In its haste to gain Royal Assent before June’s general election, the Finance Bill saw over half its contents removed. But the intent to crack down on tax avoidance still permeates its pages. So it doesn’t hurt to understand what that entails – and what the difference between tax avoidance and tax evasion is.
The chancellor claimed to be “listening to the voice of business” in his speech, so here is a Spring Budget summary for SMEs and entrepreneurs in 500 words.
The amount of businesses that had assets seized by HMRC to settle overdue debts spiked at an alarming rate over the last year at an increase of 145 per cent, found company finance service Funding Options.
So, David Cameron has been investing in offshore funds and avoiding his taxes whilst at the same time telling us we are all "in it together". With this revelation and the recent coverage of the revelations regarding Panamanian law firm Mossack Fonseca, you may be forgiven if you now have the impression that there is one rule for the rich and powerful and another for the rest of us.
The Panama Papers – a leak of 11m files from law firm Mossack Fonseca that lists nearly 15,600 shell companies set up for clients – has recently emphasised how some of the world’s most prominent leaders have used tax havens to hide their wealth. And it may be the final push needed to crack down on tax evasion.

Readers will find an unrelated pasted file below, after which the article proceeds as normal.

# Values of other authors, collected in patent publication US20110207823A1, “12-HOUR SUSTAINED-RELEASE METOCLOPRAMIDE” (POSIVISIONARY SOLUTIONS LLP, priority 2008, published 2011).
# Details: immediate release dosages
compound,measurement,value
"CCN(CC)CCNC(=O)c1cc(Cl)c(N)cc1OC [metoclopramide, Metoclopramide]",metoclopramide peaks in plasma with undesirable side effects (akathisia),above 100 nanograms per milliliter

Chancellor George Osborne’s eighth Budget address since coming into power delivered a treasure trove of announcements for the leaders of small and medium-sized businesses – so here are all the important developments in one place.
While chancellor George Osborne has continuously unveiled plans to find extra billions through crackdowns on tax avoidance, he is now ending several loopholes, including restrictions on offsetting losses against tax from 2019 onwards.
Pick up a paper and open it to the property section. There’s probably an article there saying that buy-to-let landlords are the newest victims of the government’s housing policy – but you don't quite need to fear George Osborne yet.
During the 2015 Autumn Statement, it was announced by George Osborne that the government is introducing a penalty fee of 60 per cent of tax due for General Anti-Abuse Rule (GAAR) as part of the Spending Review.
HM Revenue and Customs (HMRC) is cracking down on tax dodgers by increasing the amount of investigations launched into UK businesses. Here is how you can reduce the risk of a tax investigation of your business.
What we've learned from previous Budget's is that Twitter is undoubtedly the place to go when you want information to be condensed, and are looking for the not-so-neutral version of public reaction. We rounded up the days announcements and comments – social media style.
Chancellor George Osborne spoke of “aggressive tax planning” during the Summer Budget and slammed businesses and individuals engaged in tax avoidance, adding that they have “nowhere to hide” as the government seeks to find £5bn a year.